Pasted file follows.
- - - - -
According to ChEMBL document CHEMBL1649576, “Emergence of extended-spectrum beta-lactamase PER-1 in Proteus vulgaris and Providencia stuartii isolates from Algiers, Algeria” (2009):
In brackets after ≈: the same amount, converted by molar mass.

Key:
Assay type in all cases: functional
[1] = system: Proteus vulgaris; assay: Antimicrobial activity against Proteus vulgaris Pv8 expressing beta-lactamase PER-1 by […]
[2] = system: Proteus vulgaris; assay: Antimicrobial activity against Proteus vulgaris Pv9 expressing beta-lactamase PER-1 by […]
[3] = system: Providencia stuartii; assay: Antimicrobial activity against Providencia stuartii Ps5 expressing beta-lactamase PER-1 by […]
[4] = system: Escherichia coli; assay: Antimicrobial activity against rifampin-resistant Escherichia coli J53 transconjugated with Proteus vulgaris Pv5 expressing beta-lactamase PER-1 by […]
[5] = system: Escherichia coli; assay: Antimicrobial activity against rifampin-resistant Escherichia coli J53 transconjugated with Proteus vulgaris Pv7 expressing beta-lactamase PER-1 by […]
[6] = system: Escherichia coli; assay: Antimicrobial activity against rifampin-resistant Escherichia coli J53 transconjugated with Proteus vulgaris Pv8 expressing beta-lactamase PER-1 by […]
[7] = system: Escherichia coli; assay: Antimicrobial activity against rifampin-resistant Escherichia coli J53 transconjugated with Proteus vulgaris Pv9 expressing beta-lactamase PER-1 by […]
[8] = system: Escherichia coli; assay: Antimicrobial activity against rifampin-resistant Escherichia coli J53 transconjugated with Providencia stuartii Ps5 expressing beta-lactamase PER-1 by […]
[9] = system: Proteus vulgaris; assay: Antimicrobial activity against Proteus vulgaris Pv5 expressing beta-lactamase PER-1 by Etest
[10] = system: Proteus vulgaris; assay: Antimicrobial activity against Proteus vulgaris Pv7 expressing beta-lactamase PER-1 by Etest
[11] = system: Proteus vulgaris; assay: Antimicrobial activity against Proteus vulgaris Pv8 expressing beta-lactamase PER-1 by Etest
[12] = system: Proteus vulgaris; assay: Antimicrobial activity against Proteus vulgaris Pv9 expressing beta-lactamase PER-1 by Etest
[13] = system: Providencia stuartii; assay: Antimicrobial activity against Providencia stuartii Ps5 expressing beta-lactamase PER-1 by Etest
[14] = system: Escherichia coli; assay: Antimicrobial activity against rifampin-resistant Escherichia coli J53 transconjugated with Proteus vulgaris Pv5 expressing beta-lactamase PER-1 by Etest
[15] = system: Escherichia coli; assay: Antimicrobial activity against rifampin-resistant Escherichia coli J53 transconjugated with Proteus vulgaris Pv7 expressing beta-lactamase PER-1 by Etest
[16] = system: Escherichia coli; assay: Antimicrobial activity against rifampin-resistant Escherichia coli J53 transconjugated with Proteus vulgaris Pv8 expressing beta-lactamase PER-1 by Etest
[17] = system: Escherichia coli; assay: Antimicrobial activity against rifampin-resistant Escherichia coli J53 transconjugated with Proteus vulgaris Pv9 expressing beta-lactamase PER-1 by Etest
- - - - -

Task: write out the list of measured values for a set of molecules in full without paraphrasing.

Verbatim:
According to ChEMBL document CHEMBL1649576, “Emergence of extended-spectrum beta-lactamase PER-1 in Proteus vulgaris and Providencia stuartii isolates from Algiers, Algeria” (2009):
In brackets after ≈: the same amount, converted by molar mass.

Key:
Assay type in all cases: functional
[1] = system: Proteus vulgaris; assay: Antimicrobial activity against Proteus vulgaris Pv8 expressing beta-lactamase PER-1 by […]
[2] = system: Proteus vulgaris; assay: Antimicrobial activity against Proteus vulgaris Pv9 expressing beta-lactamase PER-1 by […]
[3] = system: Providencia stuartii; assay: Antimicrobial activity against Providencia stuartii Ps5 expressing beta-lactamase PER-1 by […]
[4] = system: Escherichia coli; assay: Antimicrobial activity against rifampin-resistant Escherichia coli J53 transconjugated with Proteus vulgaris Pv5 expressing beta-lactamase PER-1 by […]
[5] = system: Escherichia coli; assay: Antimicrobial activity against rifampin-resistant Escherichia coli J53 transconjugated with Proteus vulgaris Pv7 expressing beta-lactamase PER-1 by […]
[6] = system: Escherichia coli; assay: Antimicrobial activity against rifampin-resistant Escherichia coli J53 transconjugated with Proteus vulgaris Pv8 expressing beta-lactamase PER-1 by […]
[7] = system: Escherichia coli; assay: Antimicrobial activity against rifampin-resistant Escherichia coli J53 transconjugated with Proteus vulgaris Pv9 expressing beta-lactamase PER-1 by […]
[8] = system: Escherichia coli; assay: Antimicrobial activity against rifampin-resistant Escherichia coli J53 transconjugated with Providencia stuartii Ps5 expressing beta-lactamase PER-1 by […]
[9] = system: Proteus vulgaris; assay: Antimicrobial activity against Proteus vulgaris Pv5 expressing beta-lactamase PER-1 by Etest
[10] = system: Proteus vulgaris; assay: Antimicrobial activity against Proteus vulgaris Pv7 expressing beta-lactamase PER-1 by Etest
[11] = system: Proteus vulgaris; assay: Antimicrobial activity against Proteus vulgaris Pv8 expressing beta-lactamase PER-1 by Etest
[12] = system: Proteus vulgaris; assay: Antimicrobial activity against Proteus vulgaris Pv9 expressing beta-lactamase PER-1 by Etest
[13] = system: Providencia stuartii; assay: Antimicrobial activity against Providencia stuartii Ps5 expressing beta-lactamase PER-1 by Etest
[14] = system: Escherichia coli; assay: Antimicrobial activity against rifampin-resistant Escherichia coli J53 transconjugated with Proteus vulgaris Pv5 expressing beta-lactamase PER-1 by Etest
[15] = system: Escherichia coli; assay: Antimicrobial activity against rifampin-resistant Escherichia coli J53 transconjugated with Proteus vulgaris Pv7 expressing beta-lactamase PER-1 by Etest
[16] = system: Escherichia coli; assay: Antimicrobial activity against rifampin-resistant Escherichia coli J53 transconjugated with Proteus vulgaris Pv8 expressing beta-lactamase PER-1 by Etest
[17] = system: Escherichia coli; assay: Antimicrobial activity against rifampin-resistant Escherichia coli J53 transconjugated with Proteus vulgaris Pv9 expressing beta-lactamase PER-1 by Etest